Sunday, November 21, 2004

American vs. European Badger?



In a December 29, 200 article in the Idaho Falls Post Register, Charlene Kaserman compares the British badger with its American counterpart:

"Comparing the American badger to its British cousin (Meles meles), sometimes called a brock, is rather like comparing a high-speed blender to a swizzle stick. The Mr. Badger, of 'Wind in the Willows,' is far milder and much more gregarious than his American counterpart. The brock's face is white with black stripes on either side, and the face and body are slender, more weasel-like. The brock lives in a more or less permanent system of burrows and shares its quarters with others. The American badger is solitary, always on the move, traveling perhaps five to eight miles a night and digging a new burrow each morning to hole up in through the day. Some British householders hand-feed their resident brocks. Anyone taking a notion to hand-feed an American badger would probably be better served by putting his hand directly into a buzz saw."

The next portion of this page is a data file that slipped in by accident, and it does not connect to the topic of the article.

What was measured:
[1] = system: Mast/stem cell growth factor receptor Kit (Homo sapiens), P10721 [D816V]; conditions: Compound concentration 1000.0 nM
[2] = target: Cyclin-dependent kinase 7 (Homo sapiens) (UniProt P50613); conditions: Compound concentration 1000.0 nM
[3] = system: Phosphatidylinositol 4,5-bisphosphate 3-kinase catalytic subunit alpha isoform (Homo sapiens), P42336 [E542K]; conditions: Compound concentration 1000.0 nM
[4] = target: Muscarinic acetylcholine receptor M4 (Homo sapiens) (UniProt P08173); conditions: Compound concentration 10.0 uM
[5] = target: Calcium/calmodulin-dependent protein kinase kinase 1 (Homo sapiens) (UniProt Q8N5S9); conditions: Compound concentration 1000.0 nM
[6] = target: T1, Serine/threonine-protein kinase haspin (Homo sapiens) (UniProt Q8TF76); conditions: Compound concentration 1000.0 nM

1 comment:

David Gilbertson said...

I see that this blog is 12 years old but in the time since this post, the nature of the American Badger has proven to be much more friendly and social than previously thought, especially towards humans. In fact, they have been shown to even become pet-like in the frontier when humans take pains to interact with them peacefully. That said, they are, of course, wild animals and should be treated as such, with caution and respect. But they are creatures that should not be harrassed nor killed as they are a valuable part of the ecosystem that includes rodent reduction and they reduce the snake population, yes rattlesnakes as well. If you need evidence, there is a youtube clip of a badger that came unsolicited to a family in the American West an befriended them and even their dog for almost a year before it left as mysteriously as it came. Enjoy!